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Mental Health

Collateral Damage

PTSD is tough, there's no denying that. But the person suffering is not the only one who suffers from its power, there is a lot of collateral damage.

PTSD comes standard with a hefty dose of collateral damage.

If someone asked me to describe what the last few years of my life were like, I’d tell them this; It’s been the biggest and most heartbreaking personal battle of my life. With that said, I am grateful that I was able to recognize the trouble I was in. In doing so, I avoided becoming a statistic. There has been however, a fair amount of collateral damage.

Personally, I don’t find that there is a whole lot of discussion around the damage our mental health conditions have. The damage it wreaks on our spouses and other loved ones is can be and often is, very devastating.

Speaking for myself, I know that I have been actively seeking solutions to minimize PTSD’s powers and depression’s ability to keep me captive. In doing so, I have been almost exclusively focused on myself.

Self-care, I believe it is absolutely essential for us to keep going. A recharge isn’t really optional when one has mental illness.

Collateral damage

But what of those who matter most? Who’s helping them? From my point of view, our symptoms radiate from within and spill out of us, infecting those around us.

A great example of this is PTSD’s startle response; To watch my partner walk around on eggshells because everything scares the life out of me, is heartbreaking.

While my reaction is a by-product of the PTSD, it doesn’t change the very real fact that she is impacted by it and by the multitude of other symptoms.

Partner have PTSD? Need help coping? Click here.

I work hard to try to acknowledge her feelings but a lot of the time the collateral damage is done. The pain is real and long-lasting and I don’t know what to do.

What I do recommend however, is that those who love someone with post-traumatic stress disorder find professional help for themselves. You are just as worthy and important as the person going through it, therefore self-care is vital. There is help, likewise, there is hope. It’s true that living with someone with mental illness can still be worth the fight, as long as you understand that you can’t absorb that flack without help. Go to our Mental health resources page for help.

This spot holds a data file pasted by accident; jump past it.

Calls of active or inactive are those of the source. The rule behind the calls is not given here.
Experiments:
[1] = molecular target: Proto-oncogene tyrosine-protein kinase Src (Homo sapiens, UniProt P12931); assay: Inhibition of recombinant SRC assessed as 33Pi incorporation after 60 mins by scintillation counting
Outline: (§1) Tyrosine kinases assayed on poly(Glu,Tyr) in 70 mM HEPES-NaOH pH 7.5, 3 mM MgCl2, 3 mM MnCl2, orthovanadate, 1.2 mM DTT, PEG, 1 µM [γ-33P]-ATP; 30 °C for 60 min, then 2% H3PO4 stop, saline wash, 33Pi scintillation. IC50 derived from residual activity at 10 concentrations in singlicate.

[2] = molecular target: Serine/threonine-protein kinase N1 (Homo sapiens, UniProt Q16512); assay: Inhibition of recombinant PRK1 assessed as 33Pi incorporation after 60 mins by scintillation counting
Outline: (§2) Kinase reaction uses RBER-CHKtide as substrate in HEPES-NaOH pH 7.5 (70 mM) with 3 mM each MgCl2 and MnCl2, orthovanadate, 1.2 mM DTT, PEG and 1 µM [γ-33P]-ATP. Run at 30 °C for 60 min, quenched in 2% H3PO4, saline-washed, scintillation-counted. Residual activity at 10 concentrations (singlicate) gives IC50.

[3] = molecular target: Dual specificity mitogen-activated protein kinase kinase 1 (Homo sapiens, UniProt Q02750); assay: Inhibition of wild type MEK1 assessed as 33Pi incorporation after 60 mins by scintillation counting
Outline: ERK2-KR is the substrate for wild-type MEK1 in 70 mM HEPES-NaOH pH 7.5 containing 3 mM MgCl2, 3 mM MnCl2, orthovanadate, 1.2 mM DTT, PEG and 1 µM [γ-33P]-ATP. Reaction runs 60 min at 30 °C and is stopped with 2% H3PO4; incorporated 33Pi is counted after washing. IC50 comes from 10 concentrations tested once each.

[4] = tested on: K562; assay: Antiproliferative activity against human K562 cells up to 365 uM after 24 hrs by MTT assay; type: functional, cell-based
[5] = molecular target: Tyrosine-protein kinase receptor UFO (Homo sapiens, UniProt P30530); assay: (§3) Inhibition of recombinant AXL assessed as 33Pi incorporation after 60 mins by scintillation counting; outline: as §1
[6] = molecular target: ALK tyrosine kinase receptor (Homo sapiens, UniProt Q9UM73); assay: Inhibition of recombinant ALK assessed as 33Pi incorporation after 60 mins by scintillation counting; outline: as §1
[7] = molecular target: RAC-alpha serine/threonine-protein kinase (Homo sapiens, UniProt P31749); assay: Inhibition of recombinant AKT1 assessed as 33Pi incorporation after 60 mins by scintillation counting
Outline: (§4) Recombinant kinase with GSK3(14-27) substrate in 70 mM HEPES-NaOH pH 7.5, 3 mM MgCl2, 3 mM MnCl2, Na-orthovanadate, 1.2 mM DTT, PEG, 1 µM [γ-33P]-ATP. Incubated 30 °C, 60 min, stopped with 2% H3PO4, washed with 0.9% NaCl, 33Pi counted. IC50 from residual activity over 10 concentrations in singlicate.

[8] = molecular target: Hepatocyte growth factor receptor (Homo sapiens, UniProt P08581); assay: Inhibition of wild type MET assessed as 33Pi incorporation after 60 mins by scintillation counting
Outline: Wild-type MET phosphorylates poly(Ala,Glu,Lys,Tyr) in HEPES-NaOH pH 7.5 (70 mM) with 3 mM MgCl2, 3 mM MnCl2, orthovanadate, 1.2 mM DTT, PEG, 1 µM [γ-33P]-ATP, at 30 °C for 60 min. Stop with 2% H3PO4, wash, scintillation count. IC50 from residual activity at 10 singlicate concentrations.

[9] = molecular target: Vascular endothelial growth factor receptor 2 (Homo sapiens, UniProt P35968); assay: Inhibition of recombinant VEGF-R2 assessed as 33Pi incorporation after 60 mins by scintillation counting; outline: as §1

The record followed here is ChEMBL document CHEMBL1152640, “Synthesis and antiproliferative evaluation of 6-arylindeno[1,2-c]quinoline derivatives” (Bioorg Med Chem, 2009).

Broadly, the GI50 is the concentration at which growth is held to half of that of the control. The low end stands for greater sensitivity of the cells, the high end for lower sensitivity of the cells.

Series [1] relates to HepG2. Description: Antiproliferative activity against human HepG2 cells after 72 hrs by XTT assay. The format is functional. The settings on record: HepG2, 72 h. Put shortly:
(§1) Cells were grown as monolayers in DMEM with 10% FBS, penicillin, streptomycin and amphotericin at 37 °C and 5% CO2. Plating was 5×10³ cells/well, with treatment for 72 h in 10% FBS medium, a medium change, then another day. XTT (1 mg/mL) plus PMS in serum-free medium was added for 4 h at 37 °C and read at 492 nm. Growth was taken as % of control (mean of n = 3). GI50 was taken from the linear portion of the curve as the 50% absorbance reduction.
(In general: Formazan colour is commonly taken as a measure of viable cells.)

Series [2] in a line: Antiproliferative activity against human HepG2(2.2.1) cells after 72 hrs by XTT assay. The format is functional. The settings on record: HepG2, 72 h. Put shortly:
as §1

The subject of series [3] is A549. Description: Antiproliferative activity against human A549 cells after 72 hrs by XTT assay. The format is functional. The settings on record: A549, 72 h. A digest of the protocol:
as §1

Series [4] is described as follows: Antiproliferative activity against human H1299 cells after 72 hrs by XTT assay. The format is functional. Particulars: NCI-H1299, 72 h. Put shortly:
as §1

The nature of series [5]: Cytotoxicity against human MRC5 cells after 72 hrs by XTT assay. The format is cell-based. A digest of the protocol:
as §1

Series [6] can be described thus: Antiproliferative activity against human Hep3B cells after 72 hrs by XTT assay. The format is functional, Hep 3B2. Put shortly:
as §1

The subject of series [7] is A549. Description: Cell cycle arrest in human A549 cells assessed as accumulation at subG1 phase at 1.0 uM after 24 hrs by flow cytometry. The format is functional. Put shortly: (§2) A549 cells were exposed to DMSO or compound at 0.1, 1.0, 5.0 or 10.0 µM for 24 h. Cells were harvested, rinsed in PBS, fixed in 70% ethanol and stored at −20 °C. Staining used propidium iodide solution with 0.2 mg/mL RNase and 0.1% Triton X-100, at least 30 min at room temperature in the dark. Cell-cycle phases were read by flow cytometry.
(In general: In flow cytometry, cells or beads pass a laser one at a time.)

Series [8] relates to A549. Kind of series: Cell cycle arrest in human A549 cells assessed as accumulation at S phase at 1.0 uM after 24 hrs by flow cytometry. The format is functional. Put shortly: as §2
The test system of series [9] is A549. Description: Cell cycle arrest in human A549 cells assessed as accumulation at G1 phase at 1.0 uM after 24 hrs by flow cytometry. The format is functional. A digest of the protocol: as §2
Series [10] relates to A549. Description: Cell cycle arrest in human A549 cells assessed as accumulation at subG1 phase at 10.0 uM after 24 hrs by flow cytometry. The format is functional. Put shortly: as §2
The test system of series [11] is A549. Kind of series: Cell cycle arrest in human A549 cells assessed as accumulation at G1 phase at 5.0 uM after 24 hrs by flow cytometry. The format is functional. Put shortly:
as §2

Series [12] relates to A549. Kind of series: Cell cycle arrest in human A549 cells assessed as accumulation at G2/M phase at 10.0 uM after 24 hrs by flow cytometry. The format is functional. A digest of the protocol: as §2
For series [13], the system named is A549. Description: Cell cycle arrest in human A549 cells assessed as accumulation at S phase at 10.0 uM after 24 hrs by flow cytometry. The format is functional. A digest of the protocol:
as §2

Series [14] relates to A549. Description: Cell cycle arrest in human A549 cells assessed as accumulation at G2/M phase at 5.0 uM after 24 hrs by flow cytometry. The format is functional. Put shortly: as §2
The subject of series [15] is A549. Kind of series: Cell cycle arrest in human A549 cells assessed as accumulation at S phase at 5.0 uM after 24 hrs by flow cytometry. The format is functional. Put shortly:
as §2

I want to thank all the family, friends and especially spouses who stand by their partner and fight the good fight with them……… Much love to my own partner… I am eternally grateful for you.

If you would like to help keep us going, please hit the donate button and follow the instructions. Whatever you can give is really appreciated

You may also enjoy: The Mental Health Work Injury Called PTSD

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Proud to be one of the contributing authors this book! 20 authors, 20 stories of people with PTSD. Available for pre-order today

Josh Rivedal
pre order today

About the Book

Created by Josh Rivedal and Kathleen Myre,  Lemonade Stand: Vol. III is a compilation of  20 stories from those who have served in the emergency services and the military.  In it, the authors talk about their battles with PTSD, a debilitating and for many, a life-long mental illness.  So, If you are from the military or emergency service’s, perhaps this book can help you combat the feelings of isolation and fear that frequently comes with  post-traumatic stress disorder. Sometimes, just knowing that their are others out there, just like you, can provide you with the strength and courage to speak up and or get the help you need. The intention of  this book is to help with that….You’re not alone.

Also,  Lemonade Stand: Vol III was written to help combat the stigma that often accompanies mental illness, best of all, it attempts to give all you served their countries and communities a voice… Which is amazing!


Lemonade Stand Vol. III on The Road To Mental Wellness.

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